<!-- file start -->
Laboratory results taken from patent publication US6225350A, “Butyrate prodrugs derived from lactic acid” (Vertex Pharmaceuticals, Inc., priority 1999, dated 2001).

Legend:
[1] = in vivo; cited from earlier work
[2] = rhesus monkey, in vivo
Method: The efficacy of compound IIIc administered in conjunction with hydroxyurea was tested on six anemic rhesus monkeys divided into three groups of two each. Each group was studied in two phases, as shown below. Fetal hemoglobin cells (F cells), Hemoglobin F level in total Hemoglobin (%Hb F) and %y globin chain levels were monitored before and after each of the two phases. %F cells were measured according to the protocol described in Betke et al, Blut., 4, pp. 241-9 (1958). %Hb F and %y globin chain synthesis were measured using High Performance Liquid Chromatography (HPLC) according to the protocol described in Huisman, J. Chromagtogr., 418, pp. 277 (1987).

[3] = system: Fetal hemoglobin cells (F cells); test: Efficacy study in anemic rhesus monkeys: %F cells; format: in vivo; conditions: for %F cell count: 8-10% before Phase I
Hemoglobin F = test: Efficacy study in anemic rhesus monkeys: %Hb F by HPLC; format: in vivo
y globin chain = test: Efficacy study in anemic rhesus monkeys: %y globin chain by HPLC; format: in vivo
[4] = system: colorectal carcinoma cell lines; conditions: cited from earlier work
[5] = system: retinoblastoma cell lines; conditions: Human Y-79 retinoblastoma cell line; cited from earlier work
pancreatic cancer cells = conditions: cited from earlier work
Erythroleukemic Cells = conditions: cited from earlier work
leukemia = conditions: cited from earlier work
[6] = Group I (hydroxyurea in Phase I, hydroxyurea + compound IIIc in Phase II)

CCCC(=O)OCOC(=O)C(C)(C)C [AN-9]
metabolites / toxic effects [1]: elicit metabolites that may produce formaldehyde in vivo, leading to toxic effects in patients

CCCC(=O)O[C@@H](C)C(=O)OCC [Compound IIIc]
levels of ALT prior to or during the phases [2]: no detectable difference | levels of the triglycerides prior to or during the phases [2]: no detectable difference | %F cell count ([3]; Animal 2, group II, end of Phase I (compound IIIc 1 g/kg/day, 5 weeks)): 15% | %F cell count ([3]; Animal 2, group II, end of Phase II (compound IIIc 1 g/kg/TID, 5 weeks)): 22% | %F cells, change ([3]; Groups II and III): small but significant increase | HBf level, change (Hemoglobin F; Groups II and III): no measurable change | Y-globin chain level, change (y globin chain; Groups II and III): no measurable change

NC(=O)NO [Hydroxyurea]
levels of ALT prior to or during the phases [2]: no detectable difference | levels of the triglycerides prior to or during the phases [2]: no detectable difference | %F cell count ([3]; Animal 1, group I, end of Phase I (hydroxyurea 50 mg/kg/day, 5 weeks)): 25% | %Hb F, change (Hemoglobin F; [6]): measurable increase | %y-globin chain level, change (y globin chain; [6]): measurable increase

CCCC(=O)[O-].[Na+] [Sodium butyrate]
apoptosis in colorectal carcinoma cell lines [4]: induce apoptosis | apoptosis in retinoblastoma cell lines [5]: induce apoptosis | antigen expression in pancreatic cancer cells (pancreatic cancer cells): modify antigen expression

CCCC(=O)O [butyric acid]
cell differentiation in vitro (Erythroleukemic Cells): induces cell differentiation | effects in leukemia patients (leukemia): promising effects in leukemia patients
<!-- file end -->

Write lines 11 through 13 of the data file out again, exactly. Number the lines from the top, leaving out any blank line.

pancreatic cancer cells = conditions: cited from earlier work
Erythroleukemic Cells = conditions: cited from earlier work
leukemia = conditions: cited from earlier work